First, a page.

Financial Abuse

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Financial abuse of the elderly is an increasingly common, although often untold, occurrence in modern society. Attention in recent years has been drawn to abuse of the elderly in terms of physical abuse or the neglect of care as well as institutional mistreatment in nursing homes and hospitals. However, the misappropriation of funds and property from vulnerable people continues to affect a significant proportion of the elderly.

Commonly, evidence of wrongdoing and abuse is concealed. In most cases, action is usually taken following a significant event or an obvious example of serious abuse, however it is vital to take advice at the earliest opportunity. Failure to do so may result in the weakening or destruction of evidence.

Symptoms of financial abuse are varied:

  • Signatures on cheques which do not resemble the older person’s signature or have been signed when the older person cannot write;
  • Sudden changes in bank accounts including unexplained withdrawals of large sums of money often by third parties or the inclusion of additional names on an older person’s bank account;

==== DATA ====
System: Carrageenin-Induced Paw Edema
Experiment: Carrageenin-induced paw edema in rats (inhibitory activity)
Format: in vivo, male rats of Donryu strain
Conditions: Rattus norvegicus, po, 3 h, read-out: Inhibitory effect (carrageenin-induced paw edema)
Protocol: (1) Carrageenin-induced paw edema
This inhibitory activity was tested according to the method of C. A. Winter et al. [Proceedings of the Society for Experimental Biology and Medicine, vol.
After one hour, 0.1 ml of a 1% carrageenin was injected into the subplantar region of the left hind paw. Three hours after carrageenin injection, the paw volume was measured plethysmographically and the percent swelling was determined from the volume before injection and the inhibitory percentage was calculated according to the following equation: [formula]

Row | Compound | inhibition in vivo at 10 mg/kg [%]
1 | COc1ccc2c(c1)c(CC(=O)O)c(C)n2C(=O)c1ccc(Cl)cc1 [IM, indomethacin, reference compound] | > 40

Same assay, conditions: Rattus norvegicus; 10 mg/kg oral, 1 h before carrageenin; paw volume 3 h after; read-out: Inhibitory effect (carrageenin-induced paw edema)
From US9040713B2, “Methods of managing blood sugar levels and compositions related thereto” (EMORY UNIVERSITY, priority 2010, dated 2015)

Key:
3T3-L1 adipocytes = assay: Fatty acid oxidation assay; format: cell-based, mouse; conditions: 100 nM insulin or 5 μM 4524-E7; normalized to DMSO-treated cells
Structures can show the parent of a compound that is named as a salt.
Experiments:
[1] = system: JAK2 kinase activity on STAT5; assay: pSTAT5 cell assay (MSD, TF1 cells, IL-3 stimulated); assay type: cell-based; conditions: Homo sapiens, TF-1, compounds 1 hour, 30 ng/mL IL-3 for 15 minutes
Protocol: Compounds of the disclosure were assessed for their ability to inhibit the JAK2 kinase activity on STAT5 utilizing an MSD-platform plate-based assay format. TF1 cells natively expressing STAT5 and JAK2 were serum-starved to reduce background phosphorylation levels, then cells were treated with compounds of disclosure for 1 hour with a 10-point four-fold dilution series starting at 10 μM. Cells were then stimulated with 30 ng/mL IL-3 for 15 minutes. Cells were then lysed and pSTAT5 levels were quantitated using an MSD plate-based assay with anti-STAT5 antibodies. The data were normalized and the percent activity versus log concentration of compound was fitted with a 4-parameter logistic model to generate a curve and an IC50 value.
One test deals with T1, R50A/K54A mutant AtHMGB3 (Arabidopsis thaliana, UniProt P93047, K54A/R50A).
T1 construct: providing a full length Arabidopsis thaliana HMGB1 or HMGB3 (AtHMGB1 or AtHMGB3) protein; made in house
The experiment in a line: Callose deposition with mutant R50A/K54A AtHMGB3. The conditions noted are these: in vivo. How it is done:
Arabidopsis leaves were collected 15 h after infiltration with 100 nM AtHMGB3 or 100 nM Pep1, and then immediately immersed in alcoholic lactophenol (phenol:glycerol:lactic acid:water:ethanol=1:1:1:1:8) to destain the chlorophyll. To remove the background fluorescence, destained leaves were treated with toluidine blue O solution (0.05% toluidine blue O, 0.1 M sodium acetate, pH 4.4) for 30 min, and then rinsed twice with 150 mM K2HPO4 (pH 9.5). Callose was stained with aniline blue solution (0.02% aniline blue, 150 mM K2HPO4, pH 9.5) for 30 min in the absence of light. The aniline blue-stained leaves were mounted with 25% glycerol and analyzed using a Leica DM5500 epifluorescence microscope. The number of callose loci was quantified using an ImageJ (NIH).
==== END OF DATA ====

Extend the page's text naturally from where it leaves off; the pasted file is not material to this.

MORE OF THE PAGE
• Abrupt changes to or sudden establishment of wills;
  • The sudden appearance of previously uninvolved persons claiming the right to act for or in relation to an older person;
  • Unexplained sudden transfer of assets to a third party;
  • Unpaid bills, overdue rent etc when someone is supposed to be paying the bills;
  • Unusual/inappropriate concern by someone that money is being expended on the care of an older person;
  • Lack of amenities, such as TV, personal grooming items, appropriate clothing etc;
  • The unexplained disappearance of funds or valuable possessions such as art, silverware or jewellery; Isolation of an older person from friends and family, resulting in the caregiver alone having total control
  • Dealing with financial abuse is usually extremely complex. The Mental Capacity Act which came into force in October 2007 has provided new guidelines and there is a detailed body of case law. However, it remains critical to call in expert help as soon as abuse is suspected.

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